Musk admits Model 3 production mistakes
In April, Musk gave CBS This Morning host Gayle King a tour of the Fremont, California, factory where Tesla makes its cars. During an interview, Musk agreed when King mentioned the criticism that there are too many robots involved in the Model 3’s production.
He also agreed when King suggested that the factory could use more human workers and that automation had slowed the Model 3 production process and referred to a “crazy, complex network of conveyor belts” Tesla had used until it became clear it wasn’t working.
Musk later took responsibility for the amount of automation at the factory on Twitter.
“Yes, excessive automation at Tesla was a mistake. To be precise, my mistake. Humans are underrated,” he wrote in response to a Wall Street Journal reporter.
Workplace conditions called into question
In April, the Center for Investigative Reporting published an investigative report saying Tesla had misreported workplace injuries and failed to take some safety measures at its factory in Fremont, California.
Specifically, the report says Tesla failed to report injuries employees incurred while at work or mislabeled them, avoided some safety markings for aesthetic reasons, and insufficiently trained some employees for dangerous work. It added that the California occupational-safety agency had logged over 40 violations from Tesla since 2013.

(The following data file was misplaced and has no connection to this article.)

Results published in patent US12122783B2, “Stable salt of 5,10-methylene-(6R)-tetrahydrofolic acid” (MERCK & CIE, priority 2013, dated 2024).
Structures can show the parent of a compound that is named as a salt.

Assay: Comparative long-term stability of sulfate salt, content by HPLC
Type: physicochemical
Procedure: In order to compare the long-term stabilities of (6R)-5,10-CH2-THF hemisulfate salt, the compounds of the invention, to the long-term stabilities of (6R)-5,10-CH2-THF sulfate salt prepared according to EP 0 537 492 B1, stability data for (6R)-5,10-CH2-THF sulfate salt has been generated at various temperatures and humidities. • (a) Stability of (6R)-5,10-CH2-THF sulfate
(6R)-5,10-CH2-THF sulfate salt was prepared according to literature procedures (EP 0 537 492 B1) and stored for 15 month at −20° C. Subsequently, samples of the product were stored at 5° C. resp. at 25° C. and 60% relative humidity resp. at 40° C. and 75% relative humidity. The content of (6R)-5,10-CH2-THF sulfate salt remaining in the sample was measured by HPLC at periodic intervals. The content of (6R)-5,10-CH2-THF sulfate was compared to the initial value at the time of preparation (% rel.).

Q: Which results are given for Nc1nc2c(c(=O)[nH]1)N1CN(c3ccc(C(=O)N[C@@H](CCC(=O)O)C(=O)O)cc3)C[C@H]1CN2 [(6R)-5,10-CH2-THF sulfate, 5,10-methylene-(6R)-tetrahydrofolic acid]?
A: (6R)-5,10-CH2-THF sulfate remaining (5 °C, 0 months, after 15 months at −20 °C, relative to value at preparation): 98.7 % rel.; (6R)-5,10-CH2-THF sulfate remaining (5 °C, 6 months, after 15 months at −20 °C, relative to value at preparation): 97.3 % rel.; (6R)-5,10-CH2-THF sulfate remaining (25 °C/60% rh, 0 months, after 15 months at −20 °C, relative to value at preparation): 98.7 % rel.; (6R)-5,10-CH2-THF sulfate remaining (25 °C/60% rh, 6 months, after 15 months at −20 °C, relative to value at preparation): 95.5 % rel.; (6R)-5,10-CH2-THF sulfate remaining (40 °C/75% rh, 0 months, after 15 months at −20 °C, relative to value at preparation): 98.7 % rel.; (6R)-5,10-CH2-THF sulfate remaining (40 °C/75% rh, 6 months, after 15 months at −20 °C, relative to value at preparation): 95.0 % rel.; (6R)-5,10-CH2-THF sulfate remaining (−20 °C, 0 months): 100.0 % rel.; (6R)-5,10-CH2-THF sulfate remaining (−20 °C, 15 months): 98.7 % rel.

In a blog post, Tesla denied the allegations in the report, calling it “a completely false picture of Tesla and what it is actually like to work here” and “an ideologically motivated attack by an extremist organization working directly with union supporters to create a calculated disinformation campaign against Tesla.”
Musk spars with Wall Street analysts
Musk rejected questions from two Wall Street analysts during the company’s unusual first-quarter earnings call on May 2.
“Excuse me. Next. Boring bonehead questions are not cool,” Musk said after Sanford C. Bernstein & Co. analyst Antonio Sacconaghi asked about Tesla’s future capital requirements.
The next question came from RBC Capital Markets analyst Joseph Spak, who asked about Model 3 reservations.
“These questions are so dry. They’re killing me,” Musk said, before turning to Galileo Russell, a retail investor who runs a YouTube channel about Tesla. Russell was allowed to ask several questions about a range of subjects, none of which concerned Tesla’s financial health.